Advertisement
YOU ARE HERE: LAT HomeCollectionsInitiatives

Decision 2000 / LOCAL ELECTIONS | MINIMUM WAGE MEASURE

Activists Savor Victory, Expect Fight to Go On

November 09, 2000|GINA PICCALO | SPECIAL TO THE TIMES

Labor activists Wednesday cheered the overwhelming defeat in Santa Monica of a ballot measure designed to bar the City Council from increasing the local minimum wage.

But both sides say the ultimate battle is far from over, although Proposition KK failed.

Now, the fate of a proposed city-mandated living wage shifts to the newly reelected liberal majority on the City Council. And both sides are gearing up for the next round of a debate that analysts say has national implications. If Santa Monica requires the wage hikes for a beach-side district, the city could be a model for dozens of other municipalities grappling with similar issues.

"It's just begun," said Vivian Rothstein, one of the community activists who led the charge against Proposition KK. "But we've definitely won the first round."

More than 78% of the city's 59,000 voters cast ballots against Proposition KK, which would have set a minimum wage of $8.32 per hour for about 62 employees of city contractors. More significantly, the hotel-backed measure also would have prohibited the City Council from passing a broader wage hike to $10.69 an hour for 2,500 hotel maids, food servers and other service workers in the city's coastal zone.

In a statement released Wednesday Tim Dubois, president of the pro-KK Edward Thomas Cos., operator of the Casa del Mar and the Shutters on the Beach hotels, said: "We look forward to collaborating with all interested parties toward framing a fair and equitable living wage policy for Santa Monica." He could not be reached for an interview.

A spokeswoman for the Loews Hotels chain, which also financially backed KK, said of the measure's defeat: "The process is what was important." She declined to elaborate on the hotels' next step.

Supporters of KK, mainly luxury beach-side hotels, spent more than $900,000 on their campaign for its passage.

The measure's defeat sent a message nationwide that "money isn't everything," Rothstein said. KK's supporters, he said, "spent a million dollars for 7,000 votes."

The hotels sensed defeat two weeks ago and stopped spending additional money on the ballot campaign. They began to quietly funnel more than $350,000 into the campaigns of two pro-business City Council candidates in hopes of swaying the expected council debate early next year on the coastal area pay hike.

One of those candidates lost and the other, Herb Katz, won the seat vacated by pro-union Councilman Paul Rosenstein. But it's unlikely that Katz will sway any of the four decidedly pro-labor council members on the seven-member panel.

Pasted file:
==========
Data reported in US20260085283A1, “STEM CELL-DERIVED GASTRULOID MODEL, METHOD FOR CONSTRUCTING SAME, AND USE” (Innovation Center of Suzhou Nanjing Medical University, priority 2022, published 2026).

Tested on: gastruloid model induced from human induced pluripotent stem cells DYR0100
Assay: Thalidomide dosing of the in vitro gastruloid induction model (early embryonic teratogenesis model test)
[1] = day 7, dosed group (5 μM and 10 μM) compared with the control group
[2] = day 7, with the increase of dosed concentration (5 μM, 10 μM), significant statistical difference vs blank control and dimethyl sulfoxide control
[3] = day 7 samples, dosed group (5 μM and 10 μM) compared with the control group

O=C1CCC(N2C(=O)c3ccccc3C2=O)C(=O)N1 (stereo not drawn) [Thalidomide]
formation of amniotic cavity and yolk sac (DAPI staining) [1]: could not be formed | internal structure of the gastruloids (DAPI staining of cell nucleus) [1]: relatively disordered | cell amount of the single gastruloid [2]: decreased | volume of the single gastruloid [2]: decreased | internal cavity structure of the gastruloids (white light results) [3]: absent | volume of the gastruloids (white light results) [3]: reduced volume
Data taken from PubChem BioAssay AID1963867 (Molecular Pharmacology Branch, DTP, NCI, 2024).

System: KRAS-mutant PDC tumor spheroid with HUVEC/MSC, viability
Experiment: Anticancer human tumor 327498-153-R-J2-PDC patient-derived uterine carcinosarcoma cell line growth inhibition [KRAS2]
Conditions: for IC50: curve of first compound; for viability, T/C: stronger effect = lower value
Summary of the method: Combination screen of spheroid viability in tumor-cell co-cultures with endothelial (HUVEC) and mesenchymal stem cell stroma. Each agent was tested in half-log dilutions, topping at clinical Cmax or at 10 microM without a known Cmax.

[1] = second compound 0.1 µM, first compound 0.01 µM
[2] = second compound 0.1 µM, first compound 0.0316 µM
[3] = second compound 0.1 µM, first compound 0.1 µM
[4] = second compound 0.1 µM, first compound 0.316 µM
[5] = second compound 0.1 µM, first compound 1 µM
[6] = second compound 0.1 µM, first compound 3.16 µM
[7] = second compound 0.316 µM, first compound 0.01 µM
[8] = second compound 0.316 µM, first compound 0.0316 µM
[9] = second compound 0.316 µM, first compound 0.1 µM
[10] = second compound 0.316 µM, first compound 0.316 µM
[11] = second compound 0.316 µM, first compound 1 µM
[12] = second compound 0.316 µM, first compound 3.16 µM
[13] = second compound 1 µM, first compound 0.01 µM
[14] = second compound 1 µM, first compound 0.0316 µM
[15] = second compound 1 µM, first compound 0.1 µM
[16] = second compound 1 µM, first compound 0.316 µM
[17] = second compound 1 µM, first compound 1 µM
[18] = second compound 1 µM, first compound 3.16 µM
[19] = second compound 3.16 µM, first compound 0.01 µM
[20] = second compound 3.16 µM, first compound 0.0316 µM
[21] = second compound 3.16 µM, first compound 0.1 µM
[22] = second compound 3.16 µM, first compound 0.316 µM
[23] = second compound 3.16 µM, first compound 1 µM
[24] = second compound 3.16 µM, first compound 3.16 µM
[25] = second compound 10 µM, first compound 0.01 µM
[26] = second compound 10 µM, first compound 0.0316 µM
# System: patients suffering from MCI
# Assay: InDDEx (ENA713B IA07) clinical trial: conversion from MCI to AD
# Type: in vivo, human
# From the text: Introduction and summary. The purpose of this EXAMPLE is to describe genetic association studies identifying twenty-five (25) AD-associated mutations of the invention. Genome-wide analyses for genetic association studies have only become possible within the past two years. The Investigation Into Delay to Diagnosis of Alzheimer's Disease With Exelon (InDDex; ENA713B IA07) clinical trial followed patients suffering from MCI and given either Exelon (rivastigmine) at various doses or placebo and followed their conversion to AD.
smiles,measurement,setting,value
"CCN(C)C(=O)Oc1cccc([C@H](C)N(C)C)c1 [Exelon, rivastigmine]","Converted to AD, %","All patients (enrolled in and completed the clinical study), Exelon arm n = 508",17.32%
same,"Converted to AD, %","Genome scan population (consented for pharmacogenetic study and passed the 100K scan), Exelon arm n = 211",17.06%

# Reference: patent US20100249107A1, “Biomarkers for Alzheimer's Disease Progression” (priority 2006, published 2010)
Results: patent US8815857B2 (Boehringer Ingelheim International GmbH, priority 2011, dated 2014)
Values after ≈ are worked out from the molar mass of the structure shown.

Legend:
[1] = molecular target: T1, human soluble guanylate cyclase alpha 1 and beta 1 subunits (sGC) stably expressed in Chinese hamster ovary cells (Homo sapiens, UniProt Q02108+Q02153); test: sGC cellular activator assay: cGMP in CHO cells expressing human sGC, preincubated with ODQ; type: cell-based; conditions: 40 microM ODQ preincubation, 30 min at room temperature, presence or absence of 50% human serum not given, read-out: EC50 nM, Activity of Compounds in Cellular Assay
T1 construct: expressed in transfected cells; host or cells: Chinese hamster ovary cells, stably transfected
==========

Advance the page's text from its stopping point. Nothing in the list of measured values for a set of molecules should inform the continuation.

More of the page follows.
Hotels and other businesses along Santa Monica's two-mile coastline worry that an imposed minimum wage would force hundreds of layoffs and drive property values down. They have threatened a lawsuit if the coastal proposal passes.

The dispute in Santa Monica emerged last year when a group of clergy, community activists and union leaders proposed raising wages for coastal zone workers.

In response, a group of hotels formed "Santa Monicans for a Living Wage" and swiftly qualified Proposition KK for the ballot.

Community activists said the full name of the pro-KK campaign attempted to fool liberal voters into supporting the measure.

"People were so outraged about it," said Madeline Janis-Aparicio of Santa Monicans Allied for Responsible Tourism. "People didn't like feeling deceived."

Anti-KK volunteers walked neighborhoods, phoned voters and even offered to drive some to the polls at the last minute. Ultimately, they personally contacted 15,400 confirmed anti-KK voters.

"It's a sweet victory," Rothstein said. "All we really had was people power."

Santa Monica's other hotly debated ballot initiative, Proposition LL, championed by the Ralph Nader-backed Oaks Project, won 58% of the vote in Tuesday's election.

The measure amends the City Charter to bar elected officials from accepting gifts, money or jobs from developers, contractors or others who have benefited from their votes.

A similar measure won 82.5% of the vote in San Francisco, but lost in Vista in San Diego County to a counter-initiative crafted by the city that limits only gifts to elected officials.

"This is a resounding, double victory," Oaks Project coordinator Paul Herzog said. "Both for preventing special interest money from influencing political decisions and for the power of a volunteer-based effort to run a campaign."

Advertisement
Los Angeles Times Articles
|
|
|